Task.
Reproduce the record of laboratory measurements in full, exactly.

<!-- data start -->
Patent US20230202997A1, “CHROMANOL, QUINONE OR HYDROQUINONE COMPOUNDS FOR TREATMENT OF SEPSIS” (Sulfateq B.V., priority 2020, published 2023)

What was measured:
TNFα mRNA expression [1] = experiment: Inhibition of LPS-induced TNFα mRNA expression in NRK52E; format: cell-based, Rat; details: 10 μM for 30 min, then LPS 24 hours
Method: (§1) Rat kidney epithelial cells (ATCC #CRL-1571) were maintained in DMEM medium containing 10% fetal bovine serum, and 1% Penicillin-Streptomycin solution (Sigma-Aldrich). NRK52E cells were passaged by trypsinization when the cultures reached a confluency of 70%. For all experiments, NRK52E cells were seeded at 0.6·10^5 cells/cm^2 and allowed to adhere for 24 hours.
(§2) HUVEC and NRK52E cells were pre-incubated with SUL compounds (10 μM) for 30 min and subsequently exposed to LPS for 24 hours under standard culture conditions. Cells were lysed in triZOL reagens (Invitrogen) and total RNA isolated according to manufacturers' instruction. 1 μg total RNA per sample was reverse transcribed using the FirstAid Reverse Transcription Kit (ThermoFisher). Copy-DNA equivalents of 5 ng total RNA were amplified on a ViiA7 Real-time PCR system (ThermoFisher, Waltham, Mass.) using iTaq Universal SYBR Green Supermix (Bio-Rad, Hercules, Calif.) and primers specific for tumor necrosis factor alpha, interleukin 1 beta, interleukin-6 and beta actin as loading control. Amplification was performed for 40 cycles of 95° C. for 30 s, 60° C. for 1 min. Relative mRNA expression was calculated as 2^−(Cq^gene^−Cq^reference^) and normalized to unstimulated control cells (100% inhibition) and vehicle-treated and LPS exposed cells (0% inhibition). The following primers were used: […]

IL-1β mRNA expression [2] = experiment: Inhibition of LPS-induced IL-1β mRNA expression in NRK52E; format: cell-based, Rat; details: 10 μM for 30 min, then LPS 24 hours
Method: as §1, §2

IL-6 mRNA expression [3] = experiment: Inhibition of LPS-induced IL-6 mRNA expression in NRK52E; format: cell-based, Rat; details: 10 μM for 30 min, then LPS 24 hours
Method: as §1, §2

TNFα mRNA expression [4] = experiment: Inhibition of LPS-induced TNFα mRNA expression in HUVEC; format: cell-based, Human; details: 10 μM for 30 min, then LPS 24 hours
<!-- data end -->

Patent US20230202997A1, “CHROMANOL, QUINONE OR HYDROQUINONE COMPOUNDS FOR TREATMENT OF SEPSIS” (Sulfateq B.V., priority 2020, published 2023)

What was measured:
TNFα mRNA expression [1] = experiment: Inhibition of LPS-induced TNFα mRNA expression in NRK52E; format: cell-based, Rat; details: 10 μM for 30 min, then LPS 24 hours
Method: (§1) Rat kidney epithelial cells (ATCC #CRL-1571) were maintained in DMEM medium containing 10% fetal bovine serum, and 1% Penicillin-Streptomycin solution (Sigma-Aldrich). NRK52E cells were passaged by trypsinization when the cultures reached a confluency of 70%. For all experiments, NRK52E cells were seeded at 0.6·10^5 cells/cm^2 and allowed to adhere for 24 hours.
(§2) HUVEC and NRK52E cells were pre-incubated with SUL compounds (10 μM) for 30 min and subsequently exposed to LPS for 24 hours under standard culture conditions. Cells were lysed in triZOL reagens (Invitrogen) and total RNA isolated according to manufacturers' instruction. 1 μg total RNA per sample was reverse transcribed using the FirstAid Reverse Transcription Kit (ThermoFisher). Copy-DNA equivalents of 5 ng total RNA were amplified on a ViiA7 Real-time PCR system (ThermoFisher, Waltham, Mass.) using iTaq Universal SYBR Green Supermix (Bio-Rad, Hercules, Calif.) and primers specific for tumor necrosis factor alpha, interleukin 1 beta, interleukin-6 and beta actin as loading control. Amplification was performed for 40 cycles of 95° C. for 30 s, 60° C. for 1 min. Relative mRNA expression was calculated as 2^−(Cq^gene^−Cq^reference^) and normalized to unstimulated control cells (100% inhibition) and vehicle-treated and LPS exposed cells (0% inhibition). The following primers were used: […]

IL-1β mRNA expression [2] = experiment: Inhibition of LPS-induced IL-1β mRNA expression in NRK52E; format: cell-based, Rat; details: 10 μM for 30 min, then LPS 24 hours
Method: as §1, §2

IL-6 mRNA expression [3] = experiment: Inhibition of LPS-induced IL-6 mRNA expression in NRK52E; format: cell-based, Rat; details: 10 μM for 30 min, then LPS 24 hours
Method: as §1, §2

TNFα mRNA expression [4] = experiment: Inhibition of LPS-induced TNFα mRNA expression in HUVEC; format: cell-based, Human; details: 10 μM for 30 min, then LPS 24 hours